According to James Comey and other sources, the government of the United States fail to earn the trust of the people of the country and others outside it as well and it is due to Donald Trump, the newly elected President.
Never before, he told the Senate Intelligence Committee last week, did he get the same "gut feeling" that he needed to watch his back, and that of his bureau, in interactions with previous presidents. Did he obstruct justice when he allegedly "hoped" that Comey would not pursue an investigation of former National Security Adviser Michael Flynn?
Adding more fuel to the fire this time is perhaps the most divisive issue of them all - impeachment. Leaks will continue to flow - particularly from Trump's own inner circle, as some are thrown under the bus, while others are thrown overboard. Comey wrote down his version of events in a memo. Those explosive allegations have raised questions about whether Trump tried to influence the FBI's probe into Russian interference in the 2016 election and possible ties between the Trump campaign and the Kremlin. And in James Comey he's collided with a seasoned, wily law enforcement official who opened the investigative door for Robert Mueller and cleared a path for him to bring the full force of the law to bear on the White House.
After failing to convince Comey to let Flynn off the hook, to say publicly that Trump wasn't under investigation and to expedite his investigation, the president fired him.
Comey's decision to share with reporters, through an intermediary, details from those conversations, and his insistence on testifying in public attest to his determination to confront the president head-on.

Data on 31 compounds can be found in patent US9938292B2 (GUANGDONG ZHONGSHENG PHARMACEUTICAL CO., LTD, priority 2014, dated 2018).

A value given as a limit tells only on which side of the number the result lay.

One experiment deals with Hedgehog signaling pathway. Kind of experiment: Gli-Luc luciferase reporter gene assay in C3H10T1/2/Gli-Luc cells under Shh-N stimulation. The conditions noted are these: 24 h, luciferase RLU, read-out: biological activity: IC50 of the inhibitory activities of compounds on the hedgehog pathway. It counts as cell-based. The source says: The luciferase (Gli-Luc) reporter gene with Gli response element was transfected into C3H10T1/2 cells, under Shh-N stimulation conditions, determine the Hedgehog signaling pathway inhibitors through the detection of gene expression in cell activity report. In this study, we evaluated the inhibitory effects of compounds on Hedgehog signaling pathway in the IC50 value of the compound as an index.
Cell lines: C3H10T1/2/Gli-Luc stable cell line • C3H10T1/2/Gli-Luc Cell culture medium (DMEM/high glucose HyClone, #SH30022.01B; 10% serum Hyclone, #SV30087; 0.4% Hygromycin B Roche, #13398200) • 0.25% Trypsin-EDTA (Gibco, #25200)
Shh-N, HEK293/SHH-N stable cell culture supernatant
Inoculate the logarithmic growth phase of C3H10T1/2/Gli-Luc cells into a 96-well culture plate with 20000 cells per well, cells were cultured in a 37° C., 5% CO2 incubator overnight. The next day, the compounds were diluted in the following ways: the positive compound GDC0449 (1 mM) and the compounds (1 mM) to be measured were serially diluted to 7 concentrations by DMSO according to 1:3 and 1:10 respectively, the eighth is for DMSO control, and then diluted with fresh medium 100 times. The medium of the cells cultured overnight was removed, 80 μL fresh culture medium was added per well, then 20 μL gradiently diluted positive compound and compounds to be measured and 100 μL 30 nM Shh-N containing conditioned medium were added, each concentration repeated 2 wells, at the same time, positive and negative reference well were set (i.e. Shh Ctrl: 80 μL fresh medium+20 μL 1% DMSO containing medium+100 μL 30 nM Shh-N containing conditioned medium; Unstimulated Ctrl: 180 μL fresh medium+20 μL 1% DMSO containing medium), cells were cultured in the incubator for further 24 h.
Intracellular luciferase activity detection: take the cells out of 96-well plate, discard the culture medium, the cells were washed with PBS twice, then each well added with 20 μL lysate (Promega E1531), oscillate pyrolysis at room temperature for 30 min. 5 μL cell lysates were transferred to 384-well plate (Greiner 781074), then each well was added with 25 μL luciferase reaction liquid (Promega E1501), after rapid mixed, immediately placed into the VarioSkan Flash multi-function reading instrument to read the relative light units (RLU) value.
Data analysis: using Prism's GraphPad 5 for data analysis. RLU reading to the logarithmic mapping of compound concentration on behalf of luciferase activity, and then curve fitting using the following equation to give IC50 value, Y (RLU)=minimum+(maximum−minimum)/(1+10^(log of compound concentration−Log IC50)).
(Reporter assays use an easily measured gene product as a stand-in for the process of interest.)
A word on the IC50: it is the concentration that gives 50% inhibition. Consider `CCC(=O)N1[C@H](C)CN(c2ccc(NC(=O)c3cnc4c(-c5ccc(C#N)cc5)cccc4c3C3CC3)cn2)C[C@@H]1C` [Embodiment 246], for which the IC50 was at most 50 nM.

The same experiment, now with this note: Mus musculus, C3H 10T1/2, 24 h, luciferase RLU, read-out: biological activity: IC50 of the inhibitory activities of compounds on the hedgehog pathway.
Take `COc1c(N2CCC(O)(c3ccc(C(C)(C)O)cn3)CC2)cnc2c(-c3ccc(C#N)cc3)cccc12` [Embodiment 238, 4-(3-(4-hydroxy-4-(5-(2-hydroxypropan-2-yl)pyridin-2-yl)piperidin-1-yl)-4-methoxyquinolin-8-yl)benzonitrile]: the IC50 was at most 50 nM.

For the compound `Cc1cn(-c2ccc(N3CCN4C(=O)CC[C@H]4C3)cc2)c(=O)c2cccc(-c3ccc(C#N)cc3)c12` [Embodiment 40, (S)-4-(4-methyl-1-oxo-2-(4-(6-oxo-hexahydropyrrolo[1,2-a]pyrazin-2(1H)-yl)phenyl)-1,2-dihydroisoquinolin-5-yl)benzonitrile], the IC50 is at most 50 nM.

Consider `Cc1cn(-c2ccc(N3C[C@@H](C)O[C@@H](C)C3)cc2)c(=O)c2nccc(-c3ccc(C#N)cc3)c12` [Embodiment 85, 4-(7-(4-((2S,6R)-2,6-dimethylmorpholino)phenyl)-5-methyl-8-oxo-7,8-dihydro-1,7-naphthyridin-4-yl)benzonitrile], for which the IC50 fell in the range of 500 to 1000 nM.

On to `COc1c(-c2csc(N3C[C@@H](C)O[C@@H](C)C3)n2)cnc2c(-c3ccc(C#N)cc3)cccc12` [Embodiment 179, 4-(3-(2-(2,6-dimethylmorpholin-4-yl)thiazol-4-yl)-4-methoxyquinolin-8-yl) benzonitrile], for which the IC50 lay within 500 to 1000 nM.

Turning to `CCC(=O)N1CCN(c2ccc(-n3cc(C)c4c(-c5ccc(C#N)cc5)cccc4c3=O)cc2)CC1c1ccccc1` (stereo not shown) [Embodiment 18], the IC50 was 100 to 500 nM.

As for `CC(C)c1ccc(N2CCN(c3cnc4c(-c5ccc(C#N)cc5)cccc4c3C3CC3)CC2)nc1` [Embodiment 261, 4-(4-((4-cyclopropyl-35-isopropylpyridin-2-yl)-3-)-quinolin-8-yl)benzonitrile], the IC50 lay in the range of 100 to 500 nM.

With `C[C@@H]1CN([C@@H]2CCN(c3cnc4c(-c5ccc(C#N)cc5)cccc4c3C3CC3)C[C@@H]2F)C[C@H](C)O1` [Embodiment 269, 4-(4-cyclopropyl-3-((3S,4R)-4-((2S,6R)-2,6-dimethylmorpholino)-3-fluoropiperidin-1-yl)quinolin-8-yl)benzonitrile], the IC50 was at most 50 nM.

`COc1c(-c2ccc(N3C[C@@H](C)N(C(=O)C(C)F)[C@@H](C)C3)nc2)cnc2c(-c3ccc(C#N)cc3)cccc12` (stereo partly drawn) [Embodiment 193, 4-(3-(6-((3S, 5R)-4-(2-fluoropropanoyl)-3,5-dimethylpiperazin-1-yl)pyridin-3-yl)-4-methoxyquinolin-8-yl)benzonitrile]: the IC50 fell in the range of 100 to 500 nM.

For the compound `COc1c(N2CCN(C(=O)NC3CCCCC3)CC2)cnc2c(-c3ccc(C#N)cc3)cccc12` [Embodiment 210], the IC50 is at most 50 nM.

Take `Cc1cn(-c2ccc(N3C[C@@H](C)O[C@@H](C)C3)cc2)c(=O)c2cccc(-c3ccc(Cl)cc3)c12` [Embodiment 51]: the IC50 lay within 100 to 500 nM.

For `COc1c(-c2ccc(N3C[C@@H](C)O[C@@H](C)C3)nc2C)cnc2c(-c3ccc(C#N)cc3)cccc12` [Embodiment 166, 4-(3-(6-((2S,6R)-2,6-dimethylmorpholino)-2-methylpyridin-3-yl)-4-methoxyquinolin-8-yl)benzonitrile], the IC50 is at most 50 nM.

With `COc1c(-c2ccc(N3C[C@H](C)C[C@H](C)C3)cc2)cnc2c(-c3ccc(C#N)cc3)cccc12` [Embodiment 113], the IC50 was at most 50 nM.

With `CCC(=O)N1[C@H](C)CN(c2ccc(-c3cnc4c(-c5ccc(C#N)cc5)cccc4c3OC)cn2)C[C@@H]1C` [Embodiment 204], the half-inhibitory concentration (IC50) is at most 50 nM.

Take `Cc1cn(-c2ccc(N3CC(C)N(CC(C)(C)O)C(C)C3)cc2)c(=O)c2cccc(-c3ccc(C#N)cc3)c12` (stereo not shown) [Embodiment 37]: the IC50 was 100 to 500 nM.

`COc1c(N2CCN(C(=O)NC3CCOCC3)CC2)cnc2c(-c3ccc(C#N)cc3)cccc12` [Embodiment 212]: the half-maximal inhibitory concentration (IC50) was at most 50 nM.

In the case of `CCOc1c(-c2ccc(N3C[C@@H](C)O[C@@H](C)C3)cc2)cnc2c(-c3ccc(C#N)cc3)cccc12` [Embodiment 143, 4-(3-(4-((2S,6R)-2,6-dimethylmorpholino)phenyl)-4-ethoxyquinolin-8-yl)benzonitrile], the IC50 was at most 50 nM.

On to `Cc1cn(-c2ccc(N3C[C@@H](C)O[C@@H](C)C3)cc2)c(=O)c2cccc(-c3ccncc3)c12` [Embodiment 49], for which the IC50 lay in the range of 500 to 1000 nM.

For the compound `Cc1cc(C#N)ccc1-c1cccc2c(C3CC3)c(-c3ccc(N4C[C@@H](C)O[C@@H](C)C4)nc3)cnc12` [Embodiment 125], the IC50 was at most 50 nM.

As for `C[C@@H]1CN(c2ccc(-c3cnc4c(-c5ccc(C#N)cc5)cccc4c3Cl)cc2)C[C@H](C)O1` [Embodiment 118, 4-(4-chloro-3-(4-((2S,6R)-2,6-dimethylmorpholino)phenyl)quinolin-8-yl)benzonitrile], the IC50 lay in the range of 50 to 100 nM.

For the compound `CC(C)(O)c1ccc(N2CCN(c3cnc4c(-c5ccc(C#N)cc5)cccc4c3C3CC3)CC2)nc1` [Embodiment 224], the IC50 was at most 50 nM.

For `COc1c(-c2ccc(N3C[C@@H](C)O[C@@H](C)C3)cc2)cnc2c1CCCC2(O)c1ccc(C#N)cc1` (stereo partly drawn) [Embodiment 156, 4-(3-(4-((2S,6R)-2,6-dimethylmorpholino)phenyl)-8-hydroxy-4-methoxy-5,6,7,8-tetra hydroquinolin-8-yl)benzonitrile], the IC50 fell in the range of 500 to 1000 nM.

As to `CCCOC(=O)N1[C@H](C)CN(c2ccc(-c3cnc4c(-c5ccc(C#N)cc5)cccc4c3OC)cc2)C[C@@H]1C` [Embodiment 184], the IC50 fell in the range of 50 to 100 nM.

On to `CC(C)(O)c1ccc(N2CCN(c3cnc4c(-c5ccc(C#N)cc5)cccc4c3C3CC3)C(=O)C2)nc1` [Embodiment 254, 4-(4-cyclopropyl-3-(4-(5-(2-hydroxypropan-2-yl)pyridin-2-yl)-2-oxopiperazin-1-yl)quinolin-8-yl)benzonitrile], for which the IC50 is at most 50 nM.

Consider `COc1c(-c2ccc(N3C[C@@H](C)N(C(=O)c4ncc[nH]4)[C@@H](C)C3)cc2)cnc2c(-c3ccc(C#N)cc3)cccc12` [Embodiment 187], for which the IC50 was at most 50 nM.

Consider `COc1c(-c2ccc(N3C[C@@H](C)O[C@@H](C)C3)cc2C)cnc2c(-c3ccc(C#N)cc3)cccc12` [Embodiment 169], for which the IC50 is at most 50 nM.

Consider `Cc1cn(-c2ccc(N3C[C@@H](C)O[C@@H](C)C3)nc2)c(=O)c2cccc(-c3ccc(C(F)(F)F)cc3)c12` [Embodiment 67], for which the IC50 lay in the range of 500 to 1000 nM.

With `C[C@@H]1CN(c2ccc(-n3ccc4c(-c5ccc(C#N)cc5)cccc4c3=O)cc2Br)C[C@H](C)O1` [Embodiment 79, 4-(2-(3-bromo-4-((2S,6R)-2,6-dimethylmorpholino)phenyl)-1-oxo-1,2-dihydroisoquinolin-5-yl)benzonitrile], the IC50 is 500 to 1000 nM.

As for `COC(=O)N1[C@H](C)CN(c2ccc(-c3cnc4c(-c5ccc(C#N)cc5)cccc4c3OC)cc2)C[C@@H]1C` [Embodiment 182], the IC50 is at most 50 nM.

Indeed, if Trump should be angry at anyone, it is himself.
Even Chris Matthews of CNN, a very strong adversary of President Trump, has declared that there was no collusion with Russian Federation.
Yes, here comes the old Watergate era line once again: It's not the crime; it's the cover-up that counts. Would he be willing to do that before Congress goes into recess to get this done as soon as possible?
No, this investigation is only beginning. But positioning the nation's capital as a complicated place for unwary newcomers doesn't hold much water for the president, who turns 71 in two days. Bill Clinton's Whitewater scandal lasted for seven of his eight years in office.
Trump's surrogate John CornynJohn CornynGOP leaders are unified: Firing Mueller a bad idea Trump calls House healthcare bill "mean" Schumer to GOP: Defend Mueller MORE, a three-term Republican senator from Texas, and a former attorney general of the state, was equally emphatic, tweeting, "Lynch & Clinton: Conflict of interest?"
One might very well argue that Donnie is both leaker and leakee.